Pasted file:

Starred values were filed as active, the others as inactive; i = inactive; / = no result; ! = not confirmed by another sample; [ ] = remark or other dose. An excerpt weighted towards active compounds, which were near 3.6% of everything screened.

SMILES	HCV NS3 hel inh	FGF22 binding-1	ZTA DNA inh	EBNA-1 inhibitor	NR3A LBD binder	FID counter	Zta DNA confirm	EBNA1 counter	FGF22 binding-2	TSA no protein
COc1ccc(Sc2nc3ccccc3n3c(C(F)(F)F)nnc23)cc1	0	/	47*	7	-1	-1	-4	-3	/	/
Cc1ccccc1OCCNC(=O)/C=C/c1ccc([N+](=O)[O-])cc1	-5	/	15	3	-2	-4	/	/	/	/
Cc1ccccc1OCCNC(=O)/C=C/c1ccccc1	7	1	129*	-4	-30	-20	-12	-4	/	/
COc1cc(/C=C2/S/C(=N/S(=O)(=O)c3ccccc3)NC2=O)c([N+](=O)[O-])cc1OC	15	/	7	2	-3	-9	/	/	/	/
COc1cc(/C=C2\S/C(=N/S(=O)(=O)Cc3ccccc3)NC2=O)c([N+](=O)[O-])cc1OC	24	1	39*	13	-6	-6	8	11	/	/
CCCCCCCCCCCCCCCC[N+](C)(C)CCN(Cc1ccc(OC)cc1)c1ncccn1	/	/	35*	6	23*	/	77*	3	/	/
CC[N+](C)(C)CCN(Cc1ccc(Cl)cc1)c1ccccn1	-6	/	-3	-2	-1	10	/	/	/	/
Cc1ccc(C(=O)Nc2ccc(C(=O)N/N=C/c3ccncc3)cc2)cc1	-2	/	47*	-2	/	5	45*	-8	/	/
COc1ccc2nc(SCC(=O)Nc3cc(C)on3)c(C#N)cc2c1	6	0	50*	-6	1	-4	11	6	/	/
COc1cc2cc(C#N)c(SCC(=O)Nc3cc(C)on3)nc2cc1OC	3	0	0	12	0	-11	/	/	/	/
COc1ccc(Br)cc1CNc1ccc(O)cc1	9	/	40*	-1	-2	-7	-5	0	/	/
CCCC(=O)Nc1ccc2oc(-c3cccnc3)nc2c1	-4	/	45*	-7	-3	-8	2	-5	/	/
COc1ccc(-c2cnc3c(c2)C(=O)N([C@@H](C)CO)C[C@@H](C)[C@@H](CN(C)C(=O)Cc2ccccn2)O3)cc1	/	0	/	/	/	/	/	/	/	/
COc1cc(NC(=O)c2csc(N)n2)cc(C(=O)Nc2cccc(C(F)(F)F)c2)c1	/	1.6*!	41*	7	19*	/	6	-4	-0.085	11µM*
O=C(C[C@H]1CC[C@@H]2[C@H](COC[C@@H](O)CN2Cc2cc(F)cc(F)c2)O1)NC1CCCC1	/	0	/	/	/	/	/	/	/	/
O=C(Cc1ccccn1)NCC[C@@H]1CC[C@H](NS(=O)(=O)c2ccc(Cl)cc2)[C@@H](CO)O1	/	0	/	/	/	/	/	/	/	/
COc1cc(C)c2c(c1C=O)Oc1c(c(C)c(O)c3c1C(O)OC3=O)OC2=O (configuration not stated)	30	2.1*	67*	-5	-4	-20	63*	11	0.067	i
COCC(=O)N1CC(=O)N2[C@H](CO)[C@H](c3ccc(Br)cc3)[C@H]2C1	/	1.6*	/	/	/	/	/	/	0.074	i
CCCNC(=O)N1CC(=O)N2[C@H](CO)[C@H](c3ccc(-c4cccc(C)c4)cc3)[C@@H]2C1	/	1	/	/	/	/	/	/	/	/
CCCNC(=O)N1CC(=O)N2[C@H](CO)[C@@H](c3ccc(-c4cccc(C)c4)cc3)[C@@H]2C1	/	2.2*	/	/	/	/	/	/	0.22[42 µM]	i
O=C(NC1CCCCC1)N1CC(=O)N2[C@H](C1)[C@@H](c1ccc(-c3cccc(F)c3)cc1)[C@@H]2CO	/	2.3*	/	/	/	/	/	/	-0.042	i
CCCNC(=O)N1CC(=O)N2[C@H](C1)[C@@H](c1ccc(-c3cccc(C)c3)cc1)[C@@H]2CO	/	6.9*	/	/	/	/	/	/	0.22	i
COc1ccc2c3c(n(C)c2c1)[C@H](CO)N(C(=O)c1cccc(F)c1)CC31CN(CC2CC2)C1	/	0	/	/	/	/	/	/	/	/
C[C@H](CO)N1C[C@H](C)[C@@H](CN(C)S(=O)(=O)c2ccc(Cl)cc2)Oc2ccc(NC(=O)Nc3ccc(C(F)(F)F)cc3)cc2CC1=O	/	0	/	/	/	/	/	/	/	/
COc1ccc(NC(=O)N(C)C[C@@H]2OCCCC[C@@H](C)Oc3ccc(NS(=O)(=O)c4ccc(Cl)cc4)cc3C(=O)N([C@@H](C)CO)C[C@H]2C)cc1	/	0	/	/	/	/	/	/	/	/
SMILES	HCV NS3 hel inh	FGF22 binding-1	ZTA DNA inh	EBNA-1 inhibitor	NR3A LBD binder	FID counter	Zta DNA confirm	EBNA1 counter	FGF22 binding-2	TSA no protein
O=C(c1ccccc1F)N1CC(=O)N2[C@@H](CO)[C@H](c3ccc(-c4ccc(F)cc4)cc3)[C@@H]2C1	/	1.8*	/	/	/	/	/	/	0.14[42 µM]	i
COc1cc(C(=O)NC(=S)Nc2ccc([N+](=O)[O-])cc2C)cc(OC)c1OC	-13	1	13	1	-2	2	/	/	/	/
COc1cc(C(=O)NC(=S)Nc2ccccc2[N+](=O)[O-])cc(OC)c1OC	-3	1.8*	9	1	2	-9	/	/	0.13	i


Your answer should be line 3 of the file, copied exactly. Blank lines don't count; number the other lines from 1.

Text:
COc1ccc(Sc2nc3ccccc3n3c(C(F)(F)F)nnc23)cc1	0	/	47*	7	-1	-1	-4	-3	/	/